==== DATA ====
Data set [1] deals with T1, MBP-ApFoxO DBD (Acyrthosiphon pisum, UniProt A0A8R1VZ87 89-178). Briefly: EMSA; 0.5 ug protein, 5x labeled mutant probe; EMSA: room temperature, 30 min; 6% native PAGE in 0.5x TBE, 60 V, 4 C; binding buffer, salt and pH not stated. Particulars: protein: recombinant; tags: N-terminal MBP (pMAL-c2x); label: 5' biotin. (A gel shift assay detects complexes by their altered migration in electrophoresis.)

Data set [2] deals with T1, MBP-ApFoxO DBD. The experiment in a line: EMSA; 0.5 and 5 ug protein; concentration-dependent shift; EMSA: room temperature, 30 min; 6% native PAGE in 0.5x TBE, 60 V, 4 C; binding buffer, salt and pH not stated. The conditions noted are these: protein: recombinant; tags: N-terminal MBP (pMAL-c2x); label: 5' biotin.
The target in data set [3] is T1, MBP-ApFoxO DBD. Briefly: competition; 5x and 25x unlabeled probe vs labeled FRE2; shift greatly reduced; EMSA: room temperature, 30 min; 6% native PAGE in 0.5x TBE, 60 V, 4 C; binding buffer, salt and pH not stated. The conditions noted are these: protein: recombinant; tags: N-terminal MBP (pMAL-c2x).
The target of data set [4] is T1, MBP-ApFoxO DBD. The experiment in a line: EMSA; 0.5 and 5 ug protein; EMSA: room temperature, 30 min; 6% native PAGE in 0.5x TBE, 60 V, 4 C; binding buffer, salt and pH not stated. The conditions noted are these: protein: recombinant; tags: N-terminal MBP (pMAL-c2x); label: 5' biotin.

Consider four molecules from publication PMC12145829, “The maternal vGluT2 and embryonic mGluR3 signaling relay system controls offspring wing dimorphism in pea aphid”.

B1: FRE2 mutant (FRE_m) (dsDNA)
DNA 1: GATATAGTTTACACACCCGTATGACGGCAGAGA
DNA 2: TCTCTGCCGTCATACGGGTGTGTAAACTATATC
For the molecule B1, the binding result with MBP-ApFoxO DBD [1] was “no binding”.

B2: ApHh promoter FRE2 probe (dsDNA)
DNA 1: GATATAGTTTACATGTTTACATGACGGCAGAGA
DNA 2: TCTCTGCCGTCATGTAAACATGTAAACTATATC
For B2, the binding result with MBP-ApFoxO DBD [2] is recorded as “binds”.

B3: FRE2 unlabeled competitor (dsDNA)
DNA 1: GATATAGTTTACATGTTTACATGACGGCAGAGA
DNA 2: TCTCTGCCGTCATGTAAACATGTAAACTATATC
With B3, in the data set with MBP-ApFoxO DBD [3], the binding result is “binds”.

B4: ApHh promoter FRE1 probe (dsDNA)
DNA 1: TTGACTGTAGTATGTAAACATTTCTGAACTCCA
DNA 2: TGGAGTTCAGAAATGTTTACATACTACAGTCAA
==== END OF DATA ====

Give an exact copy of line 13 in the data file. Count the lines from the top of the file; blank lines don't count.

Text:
For B2, the binding result with MBP-ApFoxO DBD [2] is recorded as “binds”.